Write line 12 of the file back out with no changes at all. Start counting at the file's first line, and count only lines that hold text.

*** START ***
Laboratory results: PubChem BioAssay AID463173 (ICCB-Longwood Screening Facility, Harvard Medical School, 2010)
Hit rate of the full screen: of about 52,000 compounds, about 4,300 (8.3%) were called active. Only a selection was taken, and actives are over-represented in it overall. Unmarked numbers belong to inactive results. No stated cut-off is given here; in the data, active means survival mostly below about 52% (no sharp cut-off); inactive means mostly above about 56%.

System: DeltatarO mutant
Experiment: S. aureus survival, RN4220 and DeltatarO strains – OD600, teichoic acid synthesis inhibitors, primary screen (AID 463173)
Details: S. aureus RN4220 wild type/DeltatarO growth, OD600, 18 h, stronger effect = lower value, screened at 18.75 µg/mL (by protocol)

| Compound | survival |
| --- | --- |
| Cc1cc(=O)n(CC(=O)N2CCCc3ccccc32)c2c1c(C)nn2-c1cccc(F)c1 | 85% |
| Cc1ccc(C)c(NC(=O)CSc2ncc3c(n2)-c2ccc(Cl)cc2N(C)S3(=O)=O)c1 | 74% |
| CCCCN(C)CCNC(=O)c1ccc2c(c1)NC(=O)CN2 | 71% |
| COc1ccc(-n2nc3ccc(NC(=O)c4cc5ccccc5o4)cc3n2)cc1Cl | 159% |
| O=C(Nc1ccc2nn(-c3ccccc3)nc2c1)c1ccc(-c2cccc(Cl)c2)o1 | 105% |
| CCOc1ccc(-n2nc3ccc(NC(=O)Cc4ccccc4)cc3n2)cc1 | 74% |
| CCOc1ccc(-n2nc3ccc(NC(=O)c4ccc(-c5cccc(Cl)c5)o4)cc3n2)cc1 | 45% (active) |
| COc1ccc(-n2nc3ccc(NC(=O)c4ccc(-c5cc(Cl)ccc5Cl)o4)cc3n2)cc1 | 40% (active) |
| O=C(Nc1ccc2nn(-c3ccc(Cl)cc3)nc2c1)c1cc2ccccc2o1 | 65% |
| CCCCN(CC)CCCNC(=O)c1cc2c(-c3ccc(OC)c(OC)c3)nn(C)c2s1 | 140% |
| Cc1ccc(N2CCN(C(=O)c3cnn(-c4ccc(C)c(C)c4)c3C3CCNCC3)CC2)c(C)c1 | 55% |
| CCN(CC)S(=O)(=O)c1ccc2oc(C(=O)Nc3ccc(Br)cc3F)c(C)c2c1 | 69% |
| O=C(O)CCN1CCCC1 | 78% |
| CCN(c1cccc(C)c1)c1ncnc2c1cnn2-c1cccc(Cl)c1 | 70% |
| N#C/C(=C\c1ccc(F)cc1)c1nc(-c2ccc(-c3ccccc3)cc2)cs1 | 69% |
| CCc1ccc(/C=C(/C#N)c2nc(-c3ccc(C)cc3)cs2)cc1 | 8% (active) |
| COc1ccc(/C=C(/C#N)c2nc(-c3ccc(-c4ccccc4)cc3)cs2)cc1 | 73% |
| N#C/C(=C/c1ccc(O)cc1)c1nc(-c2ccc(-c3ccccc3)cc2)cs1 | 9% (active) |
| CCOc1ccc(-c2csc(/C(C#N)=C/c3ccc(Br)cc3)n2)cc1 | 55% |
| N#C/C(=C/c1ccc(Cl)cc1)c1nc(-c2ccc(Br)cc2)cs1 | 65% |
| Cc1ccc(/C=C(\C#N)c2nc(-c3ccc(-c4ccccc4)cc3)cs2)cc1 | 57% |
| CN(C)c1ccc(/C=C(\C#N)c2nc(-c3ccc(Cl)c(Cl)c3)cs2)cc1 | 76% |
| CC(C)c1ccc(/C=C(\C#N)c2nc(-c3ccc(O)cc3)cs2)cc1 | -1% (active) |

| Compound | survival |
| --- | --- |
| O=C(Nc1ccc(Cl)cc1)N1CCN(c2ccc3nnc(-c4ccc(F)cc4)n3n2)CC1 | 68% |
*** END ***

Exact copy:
| O=C(Nc1ccc2nn(-c3ccccc3)nc2c1)c1ccc(-c2cccc(Cl)c2)o1 | 105% |